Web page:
Overlanders of 1862
When news of the gold strikes on the Cariboo creeks spread around the world in the early 1860's, thousands of men and women from many nations raced to British Columbia. Some of these people were called the Overlanders.
Among them was a group of 150 men, one pregnant woman, and her three young children, who left Eastern Canada in the spring of 1862 on a 3,500 mile overland journey in hopes of reaching the Cariboo gold-fields. Many turned back, and some died, but most made it to the gold-laden creeks of the Cariboo.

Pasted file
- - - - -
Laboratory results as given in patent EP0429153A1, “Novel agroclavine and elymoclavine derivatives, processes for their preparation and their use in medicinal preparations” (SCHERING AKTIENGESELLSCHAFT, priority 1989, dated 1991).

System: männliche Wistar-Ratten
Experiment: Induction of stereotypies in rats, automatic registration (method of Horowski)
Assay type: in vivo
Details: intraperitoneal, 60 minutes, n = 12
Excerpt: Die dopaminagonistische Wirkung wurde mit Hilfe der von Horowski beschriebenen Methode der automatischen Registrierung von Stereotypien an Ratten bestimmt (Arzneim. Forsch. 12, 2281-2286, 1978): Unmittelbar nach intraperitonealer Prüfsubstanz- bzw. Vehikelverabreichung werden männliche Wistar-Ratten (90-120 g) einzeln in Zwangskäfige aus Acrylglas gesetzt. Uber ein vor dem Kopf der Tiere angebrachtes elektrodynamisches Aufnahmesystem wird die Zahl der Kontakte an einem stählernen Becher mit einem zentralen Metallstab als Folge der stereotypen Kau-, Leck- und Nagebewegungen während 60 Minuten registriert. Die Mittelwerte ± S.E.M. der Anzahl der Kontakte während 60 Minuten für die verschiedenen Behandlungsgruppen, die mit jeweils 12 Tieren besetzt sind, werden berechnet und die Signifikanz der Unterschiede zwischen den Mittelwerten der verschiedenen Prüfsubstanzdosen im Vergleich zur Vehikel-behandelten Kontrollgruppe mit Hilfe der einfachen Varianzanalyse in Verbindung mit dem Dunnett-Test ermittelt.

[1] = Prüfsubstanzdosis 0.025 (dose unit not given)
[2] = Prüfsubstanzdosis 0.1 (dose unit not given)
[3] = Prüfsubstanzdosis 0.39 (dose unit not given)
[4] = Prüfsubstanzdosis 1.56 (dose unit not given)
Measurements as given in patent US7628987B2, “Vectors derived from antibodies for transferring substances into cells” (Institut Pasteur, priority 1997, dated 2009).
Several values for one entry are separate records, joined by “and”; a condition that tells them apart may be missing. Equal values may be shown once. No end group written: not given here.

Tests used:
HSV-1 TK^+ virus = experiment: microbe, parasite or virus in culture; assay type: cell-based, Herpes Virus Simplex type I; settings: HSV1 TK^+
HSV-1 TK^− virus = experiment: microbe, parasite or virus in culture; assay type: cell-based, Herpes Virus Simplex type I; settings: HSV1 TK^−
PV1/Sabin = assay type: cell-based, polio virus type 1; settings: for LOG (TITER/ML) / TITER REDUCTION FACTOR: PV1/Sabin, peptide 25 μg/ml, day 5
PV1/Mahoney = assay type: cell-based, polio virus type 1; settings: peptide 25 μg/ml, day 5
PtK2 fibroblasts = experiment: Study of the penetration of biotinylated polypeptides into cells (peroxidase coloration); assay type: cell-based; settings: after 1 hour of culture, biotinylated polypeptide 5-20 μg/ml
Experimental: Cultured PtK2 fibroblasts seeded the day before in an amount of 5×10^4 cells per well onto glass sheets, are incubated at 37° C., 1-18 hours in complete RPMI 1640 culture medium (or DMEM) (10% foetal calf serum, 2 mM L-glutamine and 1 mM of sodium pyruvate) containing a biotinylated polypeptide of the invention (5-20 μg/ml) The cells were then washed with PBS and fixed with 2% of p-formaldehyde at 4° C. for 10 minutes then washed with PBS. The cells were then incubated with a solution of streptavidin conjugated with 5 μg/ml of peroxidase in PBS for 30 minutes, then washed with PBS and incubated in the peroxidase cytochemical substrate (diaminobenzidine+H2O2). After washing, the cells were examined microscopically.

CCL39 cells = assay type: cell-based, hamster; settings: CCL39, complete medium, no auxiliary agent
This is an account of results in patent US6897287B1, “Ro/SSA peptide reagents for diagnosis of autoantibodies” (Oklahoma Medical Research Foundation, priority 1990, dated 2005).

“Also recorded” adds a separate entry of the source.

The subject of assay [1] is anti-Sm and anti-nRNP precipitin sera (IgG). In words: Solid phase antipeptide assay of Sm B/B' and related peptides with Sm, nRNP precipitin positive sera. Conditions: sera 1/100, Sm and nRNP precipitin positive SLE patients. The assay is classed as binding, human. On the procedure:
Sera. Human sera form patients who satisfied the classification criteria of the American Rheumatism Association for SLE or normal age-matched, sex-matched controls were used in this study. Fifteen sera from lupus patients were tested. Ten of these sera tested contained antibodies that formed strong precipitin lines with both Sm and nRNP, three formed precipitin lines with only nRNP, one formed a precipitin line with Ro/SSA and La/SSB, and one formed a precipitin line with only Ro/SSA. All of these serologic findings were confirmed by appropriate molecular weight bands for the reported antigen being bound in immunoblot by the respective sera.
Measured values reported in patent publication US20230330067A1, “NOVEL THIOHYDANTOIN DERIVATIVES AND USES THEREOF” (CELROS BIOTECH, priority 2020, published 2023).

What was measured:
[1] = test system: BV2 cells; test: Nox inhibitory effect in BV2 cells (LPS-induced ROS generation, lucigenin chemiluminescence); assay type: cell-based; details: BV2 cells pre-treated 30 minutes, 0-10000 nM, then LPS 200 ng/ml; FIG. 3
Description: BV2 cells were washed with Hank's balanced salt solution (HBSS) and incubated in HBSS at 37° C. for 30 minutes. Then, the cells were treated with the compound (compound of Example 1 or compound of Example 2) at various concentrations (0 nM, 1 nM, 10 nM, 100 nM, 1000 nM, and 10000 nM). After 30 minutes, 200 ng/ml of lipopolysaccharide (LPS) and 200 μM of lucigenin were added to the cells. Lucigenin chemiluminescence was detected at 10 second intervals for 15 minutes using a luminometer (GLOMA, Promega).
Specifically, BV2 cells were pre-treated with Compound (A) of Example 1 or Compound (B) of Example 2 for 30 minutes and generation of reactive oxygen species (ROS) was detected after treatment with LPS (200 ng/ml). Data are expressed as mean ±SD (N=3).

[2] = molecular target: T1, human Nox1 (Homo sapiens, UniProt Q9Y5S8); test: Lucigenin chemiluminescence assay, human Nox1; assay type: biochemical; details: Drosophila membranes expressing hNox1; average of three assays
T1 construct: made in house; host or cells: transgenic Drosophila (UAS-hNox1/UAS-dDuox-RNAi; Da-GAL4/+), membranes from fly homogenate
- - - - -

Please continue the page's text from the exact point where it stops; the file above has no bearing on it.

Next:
From Eastern Canada, these "Overlanders" left Fort Garry (Winnipeg) in June of 1862 in Red River carts.
The journey took them through Fort Garry, across the prairies to Fort Edmonton, and over the Rocky Mountains to Tete Jaune Cache. The exhausted Overlanders decided at this location to divide into two groups.
Most Overlanders decided at this point to build large rafts and travel the Fraser River to the mining town of Quesnel, then onward to Victoria to obtain mining licenses. Other Overlanders decided to travel down the Thompson River to Fort Kamloops.
Often the Overlanders were forced to wade or swim across turbulent streams and rivers without their rafts.
This was a difficult journey, and many Overlanders either lost or traded away their supplies for food before reaching their destinations.